Odysseus' Return

This story is taken primarily from Homer's Odyssey.

From Troy, Odysseus sailed north to Thrace with twelve ships.  At the city of Chersonese, according to Ovid (this particular event is not found in the Odyssey), his concubine Hecuba was lost after she killed the king Polymestor.  Odysseus and his ships then sailed to Ismarus in Thrace.  He and his men sacked the town, sparing only their priest of Apollo, MaronMaron gave to Odysseus a large amount of wine to show his gratitude.  Soon after, the Thracians counterattacked and drove the Greeks back to their ships.

From there, they sailed to the southern point of the Peloponnesus, very close to their homes in Ithaca.  At this point, a strong wind began to blow from the north.  For nine days this wind blew them south, until they reached the shores of Libya.  There, they encountered the Lotus-Eaters.  The Lotus-Eaters were a entirely peaceful tribe, who lived off of the lotus.  Odysseus sent three men to investigate the land.  The men ate of the lotus, and no longer desired to return to their homes.  Instead, they wished to stay in Libya and live as the Lotus-Eaters do.  Odysseus had to find them and forcibly drag the men back to the ships and tie them up.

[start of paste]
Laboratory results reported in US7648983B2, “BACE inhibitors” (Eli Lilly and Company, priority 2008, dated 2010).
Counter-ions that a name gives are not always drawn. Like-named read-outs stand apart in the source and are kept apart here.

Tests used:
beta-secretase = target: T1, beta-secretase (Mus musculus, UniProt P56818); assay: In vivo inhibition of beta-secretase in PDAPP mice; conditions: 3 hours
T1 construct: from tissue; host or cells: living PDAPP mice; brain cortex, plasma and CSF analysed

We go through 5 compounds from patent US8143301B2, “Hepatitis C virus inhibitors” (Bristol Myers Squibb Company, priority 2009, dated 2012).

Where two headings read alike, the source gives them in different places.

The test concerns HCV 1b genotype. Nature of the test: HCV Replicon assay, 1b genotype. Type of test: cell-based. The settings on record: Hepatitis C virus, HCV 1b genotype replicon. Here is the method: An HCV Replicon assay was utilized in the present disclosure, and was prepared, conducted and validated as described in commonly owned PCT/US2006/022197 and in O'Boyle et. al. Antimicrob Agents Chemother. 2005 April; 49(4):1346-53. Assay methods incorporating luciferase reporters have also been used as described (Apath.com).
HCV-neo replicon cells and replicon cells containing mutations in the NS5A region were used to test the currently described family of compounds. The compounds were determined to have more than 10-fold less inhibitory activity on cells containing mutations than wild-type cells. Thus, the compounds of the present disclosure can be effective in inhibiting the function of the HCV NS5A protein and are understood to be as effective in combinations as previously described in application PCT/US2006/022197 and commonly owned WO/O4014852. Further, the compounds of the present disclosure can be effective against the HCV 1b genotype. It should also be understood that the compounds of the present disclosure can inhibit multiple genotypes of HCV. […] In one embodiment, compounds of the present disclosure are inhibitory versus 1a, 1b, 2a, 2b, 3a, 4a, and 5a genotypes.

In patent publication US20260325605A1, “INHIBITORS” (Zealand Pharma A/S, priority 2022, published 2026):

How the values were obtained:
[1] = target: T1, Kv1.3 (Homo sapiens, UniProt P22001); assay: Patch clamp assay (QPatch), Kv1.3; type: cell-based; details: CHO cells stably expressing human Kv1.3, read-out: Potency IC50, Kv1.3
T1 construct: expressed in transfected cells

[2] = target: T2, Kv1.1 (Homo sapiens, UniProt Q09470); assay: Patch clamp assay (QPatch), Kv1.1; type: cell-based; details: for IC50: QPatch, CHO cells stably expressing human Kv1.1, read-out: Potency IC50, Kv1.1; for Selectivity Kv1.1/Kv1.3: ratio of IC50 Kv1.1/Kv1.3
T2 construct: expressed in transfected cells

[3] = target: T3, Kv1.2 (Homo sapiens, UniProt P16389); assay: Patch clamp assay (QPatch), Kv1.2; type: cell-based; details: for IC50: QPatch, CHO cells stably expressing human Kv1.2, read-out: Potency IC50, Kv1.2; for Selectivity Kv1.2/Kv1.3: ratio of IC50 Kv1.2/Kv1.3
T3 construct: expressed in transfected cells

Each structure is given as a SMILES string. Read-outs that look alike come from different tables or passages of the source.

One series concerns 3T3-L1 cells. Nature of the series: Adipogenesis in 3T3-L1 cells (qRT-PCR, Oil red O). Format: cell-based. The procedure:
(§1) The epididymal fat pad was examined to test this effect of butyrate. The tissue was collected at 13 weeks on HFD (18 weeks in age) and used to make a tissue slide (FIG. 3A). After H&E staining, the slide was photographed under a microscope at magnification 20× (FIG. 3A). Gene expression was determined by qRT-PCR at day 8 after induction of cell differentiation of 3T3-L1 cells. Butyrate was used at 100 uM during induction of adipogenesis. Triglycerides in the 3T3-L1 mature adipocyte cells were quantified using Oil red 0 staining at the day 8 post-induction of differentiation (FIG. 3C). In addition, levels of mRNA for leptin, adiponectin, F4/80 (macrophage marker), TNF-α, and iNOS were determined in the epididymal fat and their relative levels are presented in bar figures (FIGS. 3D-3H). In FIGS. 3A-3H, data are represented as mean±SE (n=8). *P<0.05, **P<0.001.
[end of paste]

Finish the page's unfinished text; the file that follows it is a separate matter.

From there, Odysseus sailed to Sicily, where the Cyclopes lived.  He and twelve of his men went to explore the island.  They found a large cave filled with cheese and lambs.  His men wanted to take the food and leave, but the curious Odysseus wished to stay and see the man who lived there.  Relying upon the laws of hospitality, they remained in the cave and waited for its owner to return.

The cave belonged to the Cyclops Polyphemus.  When he returned, he rolled over the entrance a huge boulder, which served as a door.  The Greeks attempted to hide, but Polyphemus saw them.  Odysseus explained who he and his men were, and asked that he follow the laws of hospitality.  Polyphemus said that  Cyclopes did not live by laws, and then ate two of Odysseus's men.  He then went to sleep.  The Greeks could do nothing.  If they killed the monster, then they would be trapped in the cave, since the could not hope to move the boulder.

The next morning, Polyphemus awoke and ate two more Greeks.  He then left the cave, rolling the boulder back into place as he departed.  During the day, Odysseus devised a plan.  When Polyphemus returned that night, he once again ate two more Greeks.  Odysseus then gave him some wine, which he had obtained earlier from Maron.  Unused to wine, Polyphemus was soon drunk.  Odysseus introduced himself as 'Nobody.'  In return for the wine, Polyphemus promised to eat Nobody last.  He then vomited up his previous human meal and passed out.

While the Cyclops was sleeping, Odysseus and his men heated a huge stake in the fire, with which they then blinded PolyphemusPolyphemus screamed out in pain and cried to his friends in pain.  When they approached the cave and asked what was wrong, he said 'Nobody is killing me!'  The other Cyclopes then went away.  Polyphemus removed the boulder from the cave and sat near the entrance, hoping to catch the Greeks as they attempted to flee.